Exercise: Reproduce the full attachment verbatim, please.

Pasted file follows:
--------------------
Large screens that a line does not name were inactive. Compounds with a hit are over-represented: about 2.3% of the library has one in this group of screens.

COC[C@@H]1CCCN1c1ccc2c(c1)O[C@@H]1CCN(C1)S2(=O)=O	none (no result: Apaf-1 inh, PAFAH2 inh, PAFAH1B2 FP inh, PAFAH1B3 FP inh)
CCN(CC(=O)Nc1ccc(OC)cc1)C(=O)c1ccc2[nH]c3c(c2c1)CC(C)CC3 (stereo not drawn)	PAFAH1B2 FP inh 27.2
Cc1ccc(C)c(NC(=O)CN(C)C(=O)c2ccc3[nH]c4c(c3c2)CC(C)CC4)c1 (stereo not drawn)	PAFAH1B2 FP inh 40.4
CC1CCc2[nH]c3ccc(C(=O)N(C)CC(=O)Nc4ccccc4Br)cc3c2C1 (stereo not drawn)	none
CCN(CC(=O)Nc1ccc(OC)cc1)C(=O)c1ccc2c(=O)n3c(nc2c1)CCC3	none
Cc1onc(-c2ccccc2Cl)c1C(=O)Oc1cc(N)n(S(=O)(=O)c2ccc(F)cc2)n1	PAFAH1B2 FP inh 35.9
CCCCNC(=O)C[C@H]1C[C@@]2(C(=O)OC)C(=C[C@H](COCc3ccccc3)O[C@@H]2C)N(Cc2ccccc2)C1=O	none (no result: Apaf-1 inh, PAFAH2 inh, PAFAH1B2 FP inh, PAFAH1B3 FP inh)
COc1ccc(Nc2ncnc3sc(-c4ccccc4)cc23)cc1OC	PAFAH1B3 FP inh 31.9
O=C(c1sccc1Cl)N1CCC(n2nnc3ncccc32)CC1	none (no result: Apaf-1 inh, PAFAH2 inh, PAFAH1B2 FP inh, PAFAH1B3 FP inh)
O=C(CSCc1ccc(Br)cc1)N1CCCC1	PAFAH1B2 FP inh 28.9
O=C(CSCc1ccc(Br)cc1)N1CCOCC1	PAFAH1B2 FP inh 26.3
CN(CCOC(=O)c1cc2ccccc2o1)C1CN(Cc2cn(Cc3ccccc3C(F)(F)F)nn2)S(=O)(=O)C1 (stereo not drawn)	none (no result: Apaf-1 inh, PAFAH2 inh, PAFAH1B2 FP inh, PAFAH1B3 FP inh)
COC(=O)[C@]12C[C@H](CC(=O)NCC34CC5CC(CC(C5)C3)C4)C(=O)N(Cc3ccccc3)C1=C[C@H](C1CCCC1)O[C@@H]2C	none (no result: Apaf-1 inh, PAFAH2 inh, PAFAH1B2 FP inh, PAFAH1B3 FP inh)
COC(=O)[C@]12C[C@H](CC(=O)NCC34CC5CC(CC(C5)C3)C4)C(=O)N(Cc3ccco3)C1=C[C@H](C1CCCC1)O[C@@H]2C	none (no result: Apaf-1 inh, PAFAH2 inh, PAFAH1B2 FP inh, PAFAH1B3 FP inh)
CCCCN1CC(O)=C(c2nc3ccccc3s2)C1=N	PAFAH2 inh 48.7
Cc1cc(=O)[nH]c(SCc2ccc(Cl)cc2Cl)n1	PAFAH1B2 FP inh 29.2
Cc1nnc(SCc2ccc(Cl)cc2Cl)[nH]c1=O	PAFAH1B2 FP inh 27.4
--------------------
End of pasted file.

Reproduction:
Large screens that a line does not name were inactive. Compounds with a hit are over-represented: about 2.3% of the library has one in this group of screens.

COC[C@@H]1CCCN1c1ccc2c(c1)O[C@@H]1CCN(C1)S2(=O)=O	none (no result: Apaf-1 inh, PAFAH2 inh, PAFAH1B2 FP inh, PAFAH1B3 FP inh)
CCN(CC(=O)Nc1ccc(OC)cc1)C(=O)c1ccc2[nH]c3c(c2c1)CC(C)CC3 (stereo not drawn)	PAFAH1B2 FP inh 27.2
Cc1ccc(C)c(NC(=O)CN(C)C(=O)c2ccc3[nH]c4c(c3c2)CC(C)CC4)c1 (stereo not drawn)	PAFAH1B2 FP inh 40.4
CC1CCc2[nH]c3ccc(C(=O)N(C)CC(=O)Nc4ccccc4Br)cc3c2C1 (stereo not drawn)	none
CCN(CC(=O)Nc1ccc(OC)cc1)C(=O)c1ccc2c(=O)n3c(nc2c1)CCC3	none
Cc1onc(-c2ccccc2Cl)c1C(=O)Oc1cc(N)n(S(=O)(=O)c2ccc(F)cc2)n1	PAFAH1B2 FP inh 35.9
CCCCNC(=O)C[C@H]1C[C@@]2(C(=O)OC)C(=C[C@H](COCc3ccccc3)O[C@@H]2C)N(Cc2ccccc2)C1=O	none (no result: Apaf-1 inh, PAFAH2 inh, PAFAH1B2 FP inh, PAFAH1B3 FP inh)
COc1ccc(Nc2ncnc3sc(-c4ccccc4)cc23)cc1OC	PAFAH1B3 FP inh 31.9
O=C(c1sccc1Cl)N1CCC(n2nnc3ncccc32)CC1	none (no result: Apaf-1 inh, PAFAH2 inh, PAFAH1B2 FP inh, PAFAH1B3 FP inh)
O=C(CSCc1ccc(Br)cc1)N1CCCC1	PAFAH1B2 FP inh 28.9
O=C(CSCc1ccc(Br)cc1)N1CCOCC1	PAFAH1B2 FP inh 26.3
CN(CCOC(=O)c1cc2ccccc2o1)C1CN(Cc2cn(Cc3ccccc3C(F)(F)F)nn2)S(=O)(=O)C1 (stereo not drawn)	none (no result: Apaf-1 inh, PAFAH2 inh, PAFAH1B2 FP inh, PAFAH1B3 FP inh)
COC(=O)[C@]12C[C@H](CC(=O)NCC34CC5CC(CC(C5)C3)C4)C(=O)N(Cc3ccccc3)C1=C[C@H](C1CCCC1)O[C@@H]2C	none (no result: Apaf-1 inh, PAFAH2 inh, PAFAH1B2 FP inh, PAFAH1B3 FP inh)
COC(=O)[C@]12C[C@H](CC(=O)NCC34CC5CC(CC(C5)C3)C4)C(=O)N(Cc3ccco3)C1=C[C@H](C1CCCC1)O[C@@H]2C	none (no result: Apaf-1 inh, PAFAH2 inh, PAFAH1B2 FP inh, PAFAH1B3 FP inh)
CCCCN1CC(O)=C(c2nc3ccccc3s2)C1=N	PAFAH2 inh 48.7
Cc1cc(=O)[nH]c(SCc2ccc(Cl)cc2Cl)n1	PAFAH1B2 FP inh 29.2
Cc1nnc(SCc2ccc(Cl)cc2Cl)[nH]c1=O	PAFAH1B2 FP inh 27.4